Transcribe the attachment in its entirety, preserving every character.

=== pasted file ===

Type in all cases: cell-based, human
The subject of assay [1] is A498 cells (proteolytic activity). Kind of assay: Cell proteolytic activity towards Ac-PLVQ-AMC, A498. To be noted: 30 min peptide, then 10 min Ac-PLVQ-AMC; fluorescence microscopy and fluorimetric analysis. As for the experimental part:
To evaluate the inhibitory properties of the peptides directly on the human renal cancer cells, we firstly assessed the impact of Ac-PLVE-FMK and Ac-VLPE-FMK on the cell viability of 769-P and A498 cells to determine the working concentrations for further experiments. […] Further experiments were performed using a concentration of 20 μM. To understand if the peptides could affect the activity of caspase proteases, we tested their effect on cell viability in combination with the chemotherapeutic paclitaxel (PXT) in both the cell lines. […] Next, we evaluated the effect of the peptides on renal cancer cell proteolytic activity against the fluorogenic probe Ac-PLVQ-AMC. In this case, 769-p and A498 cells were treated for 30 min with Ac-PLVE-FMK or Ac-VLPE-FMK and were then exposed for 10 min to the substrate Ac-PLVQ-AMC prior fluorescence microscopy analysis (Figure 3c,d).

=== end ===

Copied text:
Type in all cases: cell-based, human
The subject of assay [1] is A498 cells (proteolytic activity). Kind of assay: Cell proteolytic activity towards Ac-PLVQ-AMC, A498. To be noted: 30 min peptide, then 10 min Ac-PLVQ-AMC; fluorescence microscopy and fluorimetric analysis. As for the experimental part:
To evaluate the inhibitory properties of the peptides directly on the human renal cancer cells, we firstly assessed the impact of Ac-PLVE-FMK and Ac-VLPE-FMK on the cell viability of 769-P and A498 cells to determine the working concentrations for further experiments. […] Further experiments were performed using a concentration of 20 μM. To understand if the peptides could affect the activity of caspase proteases, we tested their effect on cell viability in combination with the chemotherapeutic paclitaxel (PXT) in both the cell lines. […] Next, we evaluated the effect of the peptides on renal cancer cell proteolytic activity against the fluorogenic probe Ac-PLVQ-AMC. In this case, 769-p and A498 cells were treated for 30 min with Ac-PLVE-FMK or Ac-VLPE-FMK and were then exposed for 10 min to the substrate Ac-PLVQ-AMC prior fluorescence microscopy analysis (Figure 3c,d).